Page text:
In the article, the Reporter did not separate the Defiance Campaign from the Alexandra Bus Boycott (Azikwelwa) which started on 7th January 1957, The Defiance Campaign was an ANC Campaign. W hen the Defiance Campaign of 1952 was launched I had, after my expulsion from Khaiso Secondary School for political reasons, joined the Society of Young Africa (SOYA) of the Unity Movement which characterised the Defiance Campaign as a misdirection of people, an analysis with which I agreed and still do today.

Azikwelwa was a spontaneous movement of the masses and no organisation could be said to be dominant in it, the ANC included. Effective leadership took command of the hour.

Before that the people had been following the Standholders and Tenants Association which took PUTCO to Court. PUTCO was not abolished in 1945 as is written in the article but was actually formed at that time.

The Potato Boycott was an ANC action which continued before and after Azikwelwa.

Despite the arduous task of walking to and from the town for several months – a distance of eleven miles each way – only one person died in jail.

The gentlemen mentioned in the article, Simon Noge and Arthur Magerman, who apparently gave the information for the article, were introduced to the Alexandra Peoples Transport Action Committee (APTAC) by myself. Each member of the organisations involved introduced three members to the Committee. I introduced them as they were in the Movement for a Democracy of Content with me.

For the purpose of clarity and correction I also sent Mr Nare of The Sowetan my book: Lessons of Azikwelwa which, despite typographical errors, gives a clear picture of what took place. Consulting this would have made it difficult for Mr Nare to make the mistakes mentioned above.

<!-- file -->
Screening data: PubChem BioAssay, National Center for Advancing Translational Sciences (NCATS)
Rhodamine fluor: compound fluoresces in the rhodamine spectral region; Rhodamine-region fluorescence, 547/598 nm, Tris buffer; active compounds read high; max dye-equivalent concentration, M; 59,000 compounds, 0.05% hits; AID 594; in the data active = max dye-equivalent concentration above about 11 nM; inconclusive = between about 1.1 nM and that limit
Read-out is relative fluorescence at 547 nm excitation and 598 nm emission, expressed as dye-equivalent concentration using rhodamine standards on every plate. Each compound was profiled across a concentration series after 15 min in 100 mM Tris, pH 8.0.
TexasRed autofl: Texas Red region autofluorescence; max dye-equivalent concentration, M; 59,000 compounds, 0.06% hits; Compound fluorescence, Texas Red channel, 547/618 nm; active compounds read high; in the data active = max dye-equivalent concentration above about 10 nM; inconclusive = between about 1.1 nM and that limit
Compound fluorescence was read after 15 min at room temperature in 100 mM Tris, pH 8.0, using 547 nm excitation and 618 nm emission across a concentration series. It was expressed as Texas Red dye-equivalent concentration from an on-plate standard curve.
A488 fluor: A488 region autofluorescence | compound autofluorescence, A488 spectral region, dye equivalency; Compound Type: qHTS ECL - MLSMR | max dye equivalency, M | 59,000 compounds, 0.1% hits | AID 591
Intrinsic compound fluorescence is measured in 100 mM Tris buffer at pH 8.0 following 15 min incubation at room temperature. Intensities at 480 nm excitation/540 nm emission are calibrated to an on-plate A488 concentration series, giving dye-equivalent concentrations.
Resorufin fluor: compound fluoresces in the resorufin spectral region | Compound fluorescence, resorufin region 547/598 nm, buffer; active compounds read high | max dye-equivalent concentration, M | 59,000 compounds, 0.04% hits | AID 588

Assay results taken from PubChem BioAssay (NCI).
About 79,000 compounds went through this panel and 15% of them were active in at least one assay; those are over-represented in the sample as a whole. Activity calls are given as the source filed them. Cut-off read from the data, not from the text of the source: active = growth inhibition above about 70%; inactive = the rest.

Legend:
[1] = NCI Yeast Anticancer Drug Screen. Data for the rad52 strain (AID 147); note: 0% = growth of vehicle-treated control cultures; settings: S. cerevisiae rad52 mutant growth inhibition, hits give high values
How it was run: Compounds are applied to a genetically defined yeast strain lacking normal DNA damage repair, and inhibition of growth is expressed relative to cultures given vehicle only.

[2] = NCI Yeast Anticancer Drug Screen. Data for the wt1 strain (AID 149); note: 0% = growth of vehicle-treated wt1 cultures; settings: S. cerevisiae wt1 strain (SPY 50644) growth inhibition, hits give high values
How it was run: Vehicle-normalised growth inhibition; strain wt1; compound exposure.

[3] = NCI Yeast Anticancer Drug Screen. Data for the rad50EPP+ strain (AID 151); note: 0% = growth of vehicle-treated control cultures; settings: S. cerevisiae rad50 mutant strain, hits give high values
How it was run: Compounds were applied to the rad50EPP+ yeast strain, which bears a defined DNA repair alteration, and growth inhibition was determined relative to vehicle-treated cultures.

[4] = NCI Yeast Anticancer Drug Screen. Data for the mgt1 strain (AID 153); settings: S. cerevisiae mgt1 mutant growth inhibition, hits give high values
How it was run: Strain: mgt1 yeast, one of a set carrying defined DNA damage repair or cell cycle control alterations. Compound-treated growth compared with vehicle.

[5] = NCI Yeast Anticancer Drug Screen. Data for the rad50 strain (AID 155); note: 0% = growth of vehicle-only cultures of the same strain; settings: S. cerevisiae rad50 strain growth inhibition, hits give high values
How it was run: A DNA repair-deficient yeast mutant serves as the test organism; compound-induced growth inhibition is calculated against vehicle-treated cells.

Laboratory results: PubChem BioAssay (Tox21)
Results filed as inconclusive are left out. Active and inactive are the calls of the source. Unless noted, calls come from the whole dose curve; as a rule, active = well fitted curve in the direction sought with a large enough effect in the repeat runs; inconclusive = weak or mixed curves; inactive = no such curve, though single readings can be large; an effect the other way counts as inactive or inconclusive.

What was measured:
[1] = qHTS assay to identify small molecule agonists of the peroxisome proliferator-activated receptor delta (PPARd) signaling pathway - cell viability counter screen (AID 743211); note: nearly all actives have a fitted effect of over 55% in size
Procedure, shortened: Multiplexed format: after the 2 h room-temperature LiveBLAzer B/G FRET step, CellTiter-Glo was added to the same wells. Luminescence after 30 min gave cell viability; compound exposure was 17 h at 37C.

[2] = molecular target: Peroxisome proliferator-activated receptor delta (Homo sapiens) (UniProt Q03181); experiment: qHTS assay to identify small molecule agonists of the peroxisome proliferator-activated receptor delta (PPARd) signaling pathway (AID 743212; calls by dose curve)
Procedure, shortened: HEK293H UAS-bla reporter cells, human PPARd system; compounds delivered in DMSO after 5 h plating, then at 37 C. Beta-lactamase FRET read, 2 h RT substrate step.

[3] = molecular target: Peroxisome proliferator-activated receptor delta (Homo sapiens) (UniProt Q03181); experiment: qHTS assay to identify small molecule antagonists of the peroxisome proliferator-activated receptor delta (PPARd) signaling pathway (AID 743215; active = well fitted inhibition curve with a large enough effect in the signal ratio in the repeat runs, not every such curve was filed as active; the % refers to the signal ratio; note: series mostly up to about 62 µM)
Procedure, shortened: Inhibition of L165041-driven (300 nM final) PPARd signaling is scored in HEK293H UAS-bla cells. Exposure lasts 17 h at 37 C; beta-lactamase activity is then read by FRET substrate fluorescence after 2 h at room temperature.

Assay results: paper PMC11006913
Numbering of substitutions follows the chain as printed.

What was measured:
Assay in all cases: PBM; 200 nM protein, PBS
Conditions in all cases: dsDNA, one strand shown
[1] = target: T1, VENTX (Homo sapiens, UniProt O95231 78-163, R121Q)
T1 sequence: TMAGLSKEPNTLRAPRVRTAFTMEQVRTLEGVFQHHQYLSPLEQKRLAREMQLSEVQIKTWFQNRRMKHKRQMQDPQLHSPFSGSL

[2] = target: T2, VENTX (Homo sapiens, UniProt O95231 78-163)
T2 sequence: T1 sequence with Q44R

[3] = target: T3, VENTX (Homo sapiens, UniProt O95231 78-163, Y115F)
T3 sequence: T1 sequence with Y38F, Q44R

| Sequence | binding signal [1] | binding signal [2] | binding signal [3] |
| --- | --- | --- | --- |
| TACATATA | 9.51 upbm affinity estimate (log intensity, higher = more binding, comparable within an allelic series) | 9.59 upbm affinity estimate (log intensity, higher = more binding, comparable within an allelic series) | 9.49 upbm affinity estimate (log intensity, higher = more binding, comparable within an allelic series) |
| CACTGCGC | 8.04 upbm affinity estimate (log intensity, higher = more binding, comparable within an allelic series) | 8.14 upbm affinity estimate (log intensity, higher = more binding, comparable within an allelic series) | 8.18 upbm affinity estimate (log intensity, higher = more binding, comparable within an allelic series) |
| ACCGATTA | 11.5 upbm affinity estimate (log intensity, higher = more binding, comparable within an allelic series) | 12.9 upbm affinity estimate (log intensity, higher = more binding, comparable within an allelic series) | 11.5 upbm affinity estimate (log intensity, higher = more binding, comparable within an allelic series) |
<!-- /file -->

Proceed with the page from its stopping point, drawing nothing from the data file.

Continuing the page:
The report of my death was premature.

My name is Daniel Mokonyane and I am very much alive and living in London. But my death was reported in an article on Azikwelwa, the Bus Boycott of 1957 in Alexandra Township, in a South African daily newspaper, The Sowetan, on 16th October 2007 and in spite of all my efforts it took a long time for a rather feeble retraction to be printed which included uncorrected mistakes.

It seemed that the paper could write anything it liked about me because of the 6,000 miles which separate us. Both the original article and the retraction which was never sent to me, although I still hope The Sowetan will write to me directly, can be found on-line on The Sowetan website.

Simon Nare in the article entitled: ‘Our Terms, Our Wheels’ ignored the information freely available to him on the internet and from family and friends and when I saw the article, myself! The Sowetan’s attitude raises issues of press freedom and integrity and the ways in which history can be reported; it was only when I contacted the Press Ombudsman that the rather inaccurate retraction was made on December 4th 2007.

I came to England as a South African political refugee in 1960. Since then I have studied and taught Law as well as writing on South Africa. Until 2002 I was a Senior Lecturer in Law at Middlesex University in North London specialising in Jurisprudence. Unfortunately I became ill with kidney failure and now have to dialyse three times a week.